A resident of Sonoma, California, Jon L. Curry manages Landers Curry, Inc., a private general contracting firm. Alongside his career in construction, Jon L. Curry supports the arts through his position on the board of the Sonoma International Film Festival.
Every year since 1997, the Sonoma International Film Festival has brought together film aficionados and industry professionals for a five-day event in Northern California. The festival showcases documentaries, short films, and independent features carefully selected from across the globe. The movies are shown in small venues surrounding the city’s central historic plaza. Sonoma itself is known for its art galleries and 19th-century architecture.
Dedicated to encouraging independent filmmakers, the Sonoma International Film Festival also seeks to present the best of Northern California’s wine country by highlighting quality wines and cuisine from the local region.
The 20th Anniversary Sonoma International Film Festival will take place in 2017, from March 29 through April 2. For more information, visit www.sonomafilmfest.org.
Building quality homes throughout California’s wine country, Jon L. Curry maintains a respected Sonoma County contracting enterprise. In his free time, Jon L. Curry enjoys outdoor activities such as mountain biking, and he takes advantage of the numerous trails the region has to offer. One of the most popular Sonoma biking spots is the Jack London State Historic Park – Sonoma Mountain Back Country Trail.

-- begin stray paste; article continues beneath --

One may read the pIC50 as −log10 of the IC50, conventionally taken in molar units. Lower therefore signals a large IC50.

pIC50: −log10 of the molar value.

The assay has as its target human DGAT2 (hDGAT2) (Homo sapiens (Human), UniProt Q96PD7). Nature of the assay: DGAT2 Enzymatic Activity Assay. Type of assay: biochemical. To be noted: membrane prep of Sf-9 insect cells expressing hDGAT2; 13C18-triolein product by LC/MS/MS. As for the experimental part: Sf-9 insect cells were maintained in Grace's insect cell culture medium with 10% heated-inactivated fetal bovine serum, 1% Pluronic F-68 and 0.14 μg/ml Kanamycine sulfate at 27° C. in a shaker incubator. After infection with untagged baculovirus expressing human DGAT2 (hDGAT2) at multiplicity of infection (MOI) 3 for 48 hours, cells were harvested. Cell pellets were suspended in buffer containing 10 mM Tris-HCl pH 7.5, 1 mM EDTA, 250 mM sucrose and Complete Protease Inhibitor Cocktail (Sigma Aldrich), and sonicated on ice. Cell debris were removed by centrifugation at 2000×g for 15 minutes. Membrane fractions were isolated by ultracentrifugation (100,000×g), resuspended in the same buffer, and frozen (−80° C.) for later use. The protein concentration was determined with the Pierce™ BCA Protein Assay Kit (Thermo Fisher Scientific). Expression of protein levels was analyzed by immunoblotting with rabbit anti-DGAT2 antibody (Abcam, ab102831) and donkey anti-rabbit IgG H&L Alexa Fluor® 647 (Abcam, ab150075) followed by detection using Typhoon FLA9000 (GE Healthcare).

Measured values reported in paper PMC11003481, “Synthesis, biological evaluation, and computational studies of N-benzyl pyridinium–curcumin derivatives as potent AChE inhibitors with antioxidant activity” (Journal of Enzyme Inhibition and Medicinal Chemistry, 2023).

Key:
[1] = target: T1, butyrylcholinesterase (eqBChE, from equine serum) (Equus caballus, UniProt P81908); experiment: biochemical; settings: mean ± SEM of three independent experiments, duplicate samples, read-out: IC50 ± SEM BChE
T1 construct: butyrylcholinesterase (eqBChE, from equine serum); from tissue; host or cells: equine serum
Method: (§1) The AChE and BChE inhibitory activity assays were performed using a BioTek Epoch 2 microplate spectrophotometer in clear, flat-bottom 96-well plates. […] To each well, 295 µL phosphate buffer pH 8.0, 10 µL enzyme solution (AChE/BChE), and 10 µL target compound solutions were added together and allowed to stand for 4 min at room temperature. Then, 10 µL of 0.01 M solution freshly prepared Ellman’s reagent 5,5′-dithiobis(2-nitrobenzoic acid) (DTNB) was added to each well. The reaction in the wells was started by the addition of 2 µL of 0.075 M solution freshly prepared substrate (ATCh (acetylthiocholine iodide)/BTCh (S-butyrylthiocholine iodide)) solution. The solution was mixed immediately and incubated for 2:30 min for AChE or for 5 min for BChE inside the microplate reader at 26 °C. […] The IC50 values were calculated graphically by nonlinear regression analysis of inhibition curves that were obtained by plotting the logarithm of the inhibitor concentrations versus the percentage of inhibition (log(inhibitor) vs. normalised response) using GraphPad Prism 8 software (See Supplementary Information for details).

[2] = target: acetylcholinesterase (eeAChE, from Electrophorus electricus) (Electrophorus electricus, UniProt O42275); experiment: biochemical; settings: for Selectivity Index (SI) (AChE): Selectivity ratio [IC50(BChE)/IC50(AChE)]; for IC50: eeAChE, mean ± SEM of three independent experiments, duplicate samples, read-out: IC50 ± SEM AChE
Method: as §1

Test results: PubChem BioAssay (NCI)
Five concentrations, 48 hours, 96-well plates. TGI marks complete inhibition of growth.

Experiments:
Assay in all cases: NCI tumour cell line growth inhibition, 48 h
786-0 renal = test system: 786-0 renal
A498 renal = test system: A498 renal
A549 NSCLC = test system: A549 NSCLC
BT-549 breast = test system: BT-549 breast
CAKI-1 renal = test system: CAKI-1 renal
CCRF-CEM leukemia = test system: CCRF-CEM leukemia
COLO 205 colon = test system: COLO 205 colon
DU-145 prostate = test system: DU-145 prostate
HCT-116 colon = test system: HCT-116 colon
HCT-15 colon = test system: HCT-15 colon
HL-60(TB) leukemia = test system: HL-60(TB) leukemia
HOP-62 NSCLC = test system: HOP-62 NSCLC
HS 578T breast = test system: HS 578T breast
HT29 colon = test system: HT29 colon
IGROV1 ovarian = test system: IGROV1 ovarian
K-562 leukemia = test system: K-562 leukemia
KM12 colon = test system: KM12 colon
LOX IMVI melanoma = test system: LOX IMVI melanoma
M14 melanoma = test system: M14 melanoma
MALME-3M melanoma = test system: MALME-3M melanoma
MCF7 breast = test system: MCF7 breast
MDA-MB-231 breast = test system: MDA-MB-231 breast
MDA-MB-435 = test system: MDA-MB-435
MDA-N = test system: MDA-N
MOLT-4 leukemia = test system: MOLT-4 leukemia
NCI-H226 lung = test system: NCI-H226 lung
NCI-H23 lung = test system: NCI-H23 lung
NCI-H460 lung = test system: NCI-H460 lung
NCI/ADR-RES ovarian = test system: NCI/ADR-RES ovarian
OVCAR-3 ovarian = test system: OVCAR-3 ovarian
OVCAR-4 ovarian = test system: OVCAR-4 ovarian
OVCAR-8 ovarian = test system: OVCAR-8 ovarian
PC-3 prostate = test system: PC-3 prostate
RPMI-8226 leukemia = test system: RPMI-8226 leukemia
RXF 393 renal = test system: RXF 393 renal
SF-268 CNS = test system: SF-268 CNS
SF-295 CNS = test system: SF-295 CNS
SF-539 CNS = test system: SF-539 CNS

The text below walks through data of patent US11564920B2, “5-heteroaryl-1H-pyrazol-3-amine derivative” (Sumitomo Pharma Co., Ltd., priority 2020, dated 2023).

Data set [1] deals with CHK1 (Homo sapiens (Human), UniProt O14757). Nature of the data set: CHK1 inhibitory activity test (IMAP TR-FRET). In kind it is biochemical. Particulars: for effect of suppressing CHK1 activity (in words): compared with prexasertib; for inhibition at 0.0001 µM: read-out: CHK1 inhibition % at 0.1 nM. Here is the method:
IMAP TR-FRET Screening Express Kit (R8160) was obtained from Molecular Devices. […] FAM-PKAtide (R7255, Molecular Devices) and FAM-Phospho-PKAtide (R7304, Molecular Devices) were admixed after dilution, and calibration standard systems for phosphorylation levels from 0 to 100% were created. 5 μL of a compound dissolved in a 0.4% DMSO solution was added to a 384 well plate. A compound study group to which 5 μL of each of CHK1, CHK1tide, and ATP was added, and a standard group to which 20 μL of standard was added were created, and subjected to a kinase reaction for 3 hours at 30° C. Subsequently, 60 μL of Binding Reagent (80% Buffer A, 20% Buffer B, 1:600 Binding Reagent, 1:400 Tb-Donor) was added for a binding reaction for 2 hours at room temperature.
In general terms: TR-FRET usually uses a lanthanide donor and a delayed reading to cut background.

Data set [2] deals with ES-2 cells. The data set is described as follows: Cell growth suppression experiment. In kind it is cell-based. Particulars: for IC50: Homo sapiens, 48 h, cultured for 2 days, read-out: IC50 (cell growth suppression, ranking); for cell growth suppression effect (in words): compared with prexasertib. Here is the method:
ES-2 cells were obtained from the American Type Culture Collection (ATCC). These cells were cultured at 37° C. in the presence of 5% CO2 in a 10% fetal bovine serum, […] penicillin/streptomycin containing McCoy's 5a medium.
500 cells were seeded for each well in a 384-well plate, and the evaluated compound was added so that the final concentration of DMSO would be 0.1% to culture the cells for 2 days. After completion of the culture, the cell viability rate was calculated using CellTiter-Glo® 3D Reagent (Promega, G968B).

Accessible year round, the steep 8-mile trail is largely made up of fire road. It offers ample shade as it traverses a mixed terrain of madrone, wildflowers, and grasses. It also passes through cool redwood groves with ferns underneath. Deer are common, with occasional mountain lion sightings in the area. On clear days Mount Diablo can be seen.
Those in search of a piece of literary history can take Lower Lake Trail up to Upper Lake trail, which places them in the vicinity of Graham Creek. This trail takes in a number of redwood fairy rings, which grow up around the base of old growth trees that have fallen. The author Jack London wrote about this spot in his classic Sonoma novel The Valley of the Moon.